60 Years Ago ‘In God We Trust’ Became Our National Motto

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July 30, 2016, marked 60 years since President Dwight Eisenhower signed legislation officially making “In God We Trust” our national motto.

In 1955, President Eisenhower signed a bill that mandated all U.S. currency and coins bear the inscription “In God We Trust,” but it wasn’t officially adopted as the national motto until one year later in 1956. Before that time, there was no official U.S. motto.

It was adopted as the nation’s motto as an alternative or replacement to the unofficial motto of E pluribus unum, which was adopted when the Great Seal of the United States was created and adopted in 1782. The phrase appears to have originated in “The Star-Spangled Banner“, written during the War of 1812. The fourth stanza includes the phrase, “And this be our motto: ‘In God is our Trust.'” This version of the motto made an early appearance on the twenty dollar interest bearing notes issued in 1864 along with the motto “God and our Right”.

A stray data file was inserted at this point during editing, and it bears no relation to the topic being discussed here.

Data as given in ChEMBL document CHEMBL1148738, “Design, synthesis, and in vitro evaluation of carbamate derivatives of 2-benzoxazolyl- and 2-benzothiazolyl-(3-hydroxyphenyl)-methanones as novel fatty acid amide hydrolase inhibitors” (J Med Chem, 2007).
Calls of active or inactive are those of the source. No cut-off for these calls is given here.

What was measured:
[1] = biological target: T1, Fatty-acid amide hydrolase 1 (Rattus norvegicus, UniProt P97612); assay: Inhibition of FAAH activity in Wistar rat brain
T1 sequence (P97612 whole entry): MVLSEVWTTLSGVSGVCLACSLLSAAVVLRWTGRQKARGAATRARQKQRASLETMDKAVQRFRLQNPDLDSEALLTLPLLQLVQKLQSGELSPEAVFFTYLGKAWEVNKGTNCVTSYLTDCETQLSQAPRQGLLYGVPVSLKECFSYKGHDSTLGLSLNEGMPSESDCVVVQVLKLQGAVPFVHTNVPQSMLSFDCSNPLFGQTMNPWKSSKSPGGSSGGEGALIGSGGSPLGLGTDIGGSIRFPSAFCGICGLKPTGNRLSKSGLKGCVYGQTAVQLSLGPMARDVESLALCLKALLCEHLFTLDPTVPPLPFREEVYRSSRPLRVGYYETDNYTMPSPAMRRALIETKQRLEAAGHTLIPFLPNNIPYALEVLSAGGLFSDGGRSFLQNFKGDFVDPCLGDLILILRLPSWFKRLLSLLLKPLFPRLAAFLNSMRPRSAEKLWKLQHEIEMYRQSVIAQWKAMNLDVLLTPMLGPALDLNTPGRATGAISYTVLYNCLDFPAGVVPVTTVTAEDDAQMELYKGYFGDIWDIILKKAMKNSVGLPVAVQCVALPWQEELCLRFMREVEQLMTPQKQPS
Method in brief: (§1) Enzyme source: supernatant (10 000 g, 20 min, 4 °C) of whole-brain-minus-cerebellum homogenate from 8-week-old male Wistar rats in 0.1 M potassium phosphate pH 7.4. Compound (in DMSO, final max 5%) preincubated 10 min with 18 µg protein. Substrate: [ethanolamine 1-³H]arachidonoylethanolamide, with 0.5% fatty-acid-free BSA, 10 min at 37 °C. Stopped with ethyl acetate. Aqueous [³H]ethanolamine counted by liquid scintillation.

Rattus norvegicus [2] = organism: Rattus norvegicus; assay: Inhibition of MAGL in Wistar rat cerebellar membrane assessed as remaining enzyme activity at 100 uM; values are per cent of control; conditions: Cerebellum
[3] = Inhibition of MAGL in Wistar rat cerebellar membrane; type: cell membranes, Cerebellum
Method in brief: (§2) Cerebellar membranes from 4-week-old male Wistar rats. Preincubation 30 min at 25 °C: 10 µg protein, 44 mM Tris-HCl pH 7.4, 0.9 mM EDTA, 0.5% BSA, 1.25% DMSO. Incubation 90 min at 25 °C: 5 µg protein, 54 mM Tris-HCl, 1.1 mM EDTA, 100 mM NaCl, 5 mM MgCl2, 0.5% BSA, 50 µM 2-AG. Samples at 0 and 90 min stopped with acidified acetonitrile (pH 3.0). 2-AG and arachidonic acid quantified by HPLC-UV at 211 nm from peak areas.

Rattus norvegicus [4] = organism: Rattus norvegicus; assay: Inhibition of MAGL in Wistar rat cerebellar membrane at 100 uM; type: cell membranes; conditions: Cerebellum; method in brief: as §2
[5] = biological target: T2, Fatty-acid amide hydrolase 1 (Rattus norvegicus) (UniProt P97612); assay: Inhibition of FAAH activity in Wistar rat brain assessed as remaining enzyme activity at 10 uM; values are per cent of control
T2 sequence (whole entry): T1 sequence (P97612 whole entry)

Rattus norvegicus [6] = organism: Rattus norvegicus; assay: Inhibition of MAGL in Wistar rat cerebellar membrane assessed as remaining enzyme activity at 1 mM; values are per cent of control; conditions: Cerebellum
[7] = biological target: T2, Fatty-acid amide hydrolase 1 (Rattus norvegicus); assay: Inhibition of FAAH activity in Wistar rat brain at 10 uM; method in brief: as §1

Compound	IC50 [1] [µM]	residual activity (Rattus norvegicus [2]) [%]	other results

“Even though the motto was not officially adopted until 1956, it is interwoven into the fabric of this nation, from our founding documents to our currency, to inscriptions on our government buildings,” Sen. James Lankford (R-OK) and Rep. Randy Forbes (R-VA) wrote. “America’s birth is rooted in the free exercise of religion without government coercion. This is a part of our nation’s history that cannot be erased.”